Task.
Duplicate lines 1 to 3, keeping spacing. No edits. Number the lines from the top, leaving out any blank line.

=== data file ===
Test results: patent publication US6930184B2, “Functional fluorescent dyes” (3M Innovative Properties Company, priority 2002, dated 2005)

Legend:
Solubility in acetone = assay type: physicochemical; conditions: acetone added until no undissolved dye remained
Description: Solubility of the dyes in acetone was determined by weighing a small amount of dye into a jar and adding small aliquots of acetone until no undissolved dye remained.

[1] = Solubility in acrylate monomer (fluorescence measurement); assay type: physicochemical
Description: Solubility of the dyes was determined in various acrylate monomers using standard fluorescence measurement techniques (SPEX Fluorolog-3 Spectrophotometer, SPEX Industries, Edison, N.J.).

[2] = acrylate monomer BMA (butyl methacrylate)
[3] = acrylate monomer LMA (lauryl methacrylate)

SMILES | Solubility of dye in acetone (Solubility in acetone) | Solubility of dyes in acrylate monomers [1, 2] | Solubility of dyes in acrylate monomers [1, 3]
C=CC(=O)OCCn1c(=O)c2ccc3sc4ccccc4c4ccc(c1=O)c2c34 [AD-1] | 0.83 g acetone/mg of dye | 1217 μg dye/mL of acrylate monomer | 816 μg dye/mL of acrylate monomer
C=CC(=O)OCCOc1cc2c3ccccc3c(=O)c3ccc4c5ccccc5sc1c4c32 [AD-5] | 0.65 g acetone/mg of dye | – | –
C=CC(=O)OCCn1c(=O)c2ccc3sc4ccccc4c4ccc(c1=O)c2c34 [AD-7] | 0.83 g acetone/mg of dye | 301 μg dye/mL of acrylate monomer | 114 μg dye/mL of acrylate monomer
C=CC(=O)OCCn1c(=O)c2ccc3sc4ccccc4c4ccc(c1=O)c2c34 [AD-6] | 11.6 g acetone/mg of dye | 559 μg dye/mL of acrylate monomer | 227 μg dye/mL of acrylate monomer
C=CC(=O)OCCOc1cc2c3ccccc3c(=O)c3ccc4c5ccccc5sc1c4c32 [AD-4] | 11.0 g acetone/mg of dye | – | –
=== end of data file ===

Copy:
Test results: patent publication US6930184B2, “Functional fluorescent dyes” (3M Innovative Properties Company, priority 2002, dated 2005)

Legend:
Solubility in acetone = assay type: physicochemical; conditions: acetone added until no undissolved dye remained